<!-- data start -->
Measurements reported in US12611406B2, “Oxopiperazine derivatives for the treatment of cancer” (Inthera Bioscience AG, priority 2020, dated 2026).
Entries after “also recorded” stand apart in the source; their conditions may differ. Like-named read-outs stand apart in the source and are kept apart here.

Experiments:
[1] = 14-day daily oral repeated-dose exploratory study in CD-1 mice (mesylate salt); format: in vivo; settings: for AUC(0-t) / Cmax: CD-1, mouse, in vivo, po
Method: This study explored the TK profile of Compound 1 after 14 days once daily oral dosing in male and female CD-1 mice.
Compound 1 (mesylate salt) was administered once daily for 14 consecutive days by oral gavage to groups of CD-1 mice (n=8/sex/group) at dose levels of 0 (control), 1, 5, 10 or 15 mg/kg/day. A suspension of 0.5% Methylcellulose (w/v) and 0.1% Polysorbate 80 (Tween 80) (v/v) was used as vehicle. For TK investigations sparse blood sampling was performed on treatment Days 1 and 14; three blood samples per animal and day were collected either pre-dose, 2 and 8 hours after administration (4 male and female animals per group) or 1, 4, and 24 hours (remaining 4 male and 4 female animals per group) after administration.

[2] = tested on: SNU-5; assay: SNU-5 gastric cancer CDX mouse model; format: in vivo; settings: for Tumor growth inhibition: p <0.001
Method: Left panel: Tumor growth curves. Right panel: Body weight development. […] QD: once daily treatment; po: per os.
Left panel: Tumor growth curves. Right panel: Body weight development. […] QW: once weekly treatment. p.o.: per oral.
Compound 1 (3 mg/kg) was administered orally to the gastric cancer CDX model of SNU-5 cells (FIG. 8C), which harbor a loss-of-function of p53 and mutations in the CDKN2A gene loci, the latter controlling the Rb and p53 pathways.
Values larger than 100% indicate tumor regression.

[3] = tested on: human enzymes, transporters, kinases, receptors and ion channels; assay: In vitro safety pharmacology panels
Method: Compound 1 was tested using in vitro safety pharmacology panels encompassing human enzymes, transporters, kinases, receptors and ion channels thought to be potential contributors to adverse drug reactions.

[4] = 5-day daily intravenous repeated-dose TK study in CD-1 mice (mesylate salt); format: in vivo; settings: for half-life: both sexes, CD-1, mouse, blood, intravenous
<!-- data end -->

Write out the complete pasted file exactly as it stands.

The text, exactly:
Measurements reported in US12611406B2, “Oxopiperazine derivatives for the treatment of cancer” (Inthera Bioscience AG, priority 2020, dated 2026).
Entries after “also recorded” stand apart in the source; their conditions may differ. Like-named read-outs stand apart in the source and are kept apart here.

Experiments:
[1] = 14-day daily oral repeated-dose exploratory study in CD-1 mice (mesylate salt); format: in vivo; settings: for AUC(0-t) / Cmax: CD-1, mouse, in vivo, po
Method: This study explored the TK profile of Compound 1 after 14 days once daily oral dosing in male and female CD-1 mice.
Compound 1 (mesylate salt) was administered once daily for 14 consecutive days by oral gavage to groups of CD-1 mice (n=8/sex/group) at dose levels of 0 (control), 1, 5, 10 or 15 mg/kg/day. A suspension of 0.5% Methylcellulose (w/v) and 0.1% Polysorbate 80 (Tween 80) (v/v) was used as vehicle. For TK investigations sparse blood sampling was performed on treatment Days 1 and 14; three blood samples per animal and day were collected either pre-dose, 2 and 8 hours after administration (4 male and female animals per group) or 1, 4, and 24 hours (remaining 4 male and 4 female animals per group) after administration.

[2] = tested on: SNU-5; assay: SNU-5 gastric cancer CDX mouse model; format: in vivo; settings: for Tumor growth inhibition: p <0.001
Method: Left panel: Tumor growth curves. Right panel: Body weight development. […] QD: once daily treatment; po: per os.
Left panel: Tumor growth curves. Right panel: Body weight development. […] QW: once weekly treatment. p.o.: per oral.
Compound 1 (3 mg/kg) was administered orally to the gastric cancer CDX model of SNU-5 cells (FIG. 8C), which harbor a loss-of-function of p53 and mutations in the CDKN2A gene loci, the latter controlling the Rb and p53 pathways.
Values larger than 100% indicate tumor regression.

[3] = tested on: human enzymes, transporters, kinases, receptors and ion channels; assay: In vitro safety pharmacology panels
Method: Compound 1 was tested using in vitro safety pharmacology panels encompassing human enzymes, transporters, kinases, receptors and ion channels thought to be potential contributors to adverse drug reactions.

[4] = 5-day daily intravenous repeated-dose TK study in CD-1 mice (mesylate salt); format: in vivo; settings: for half-life: both sexes, CD-1, mouse, blood, intravenous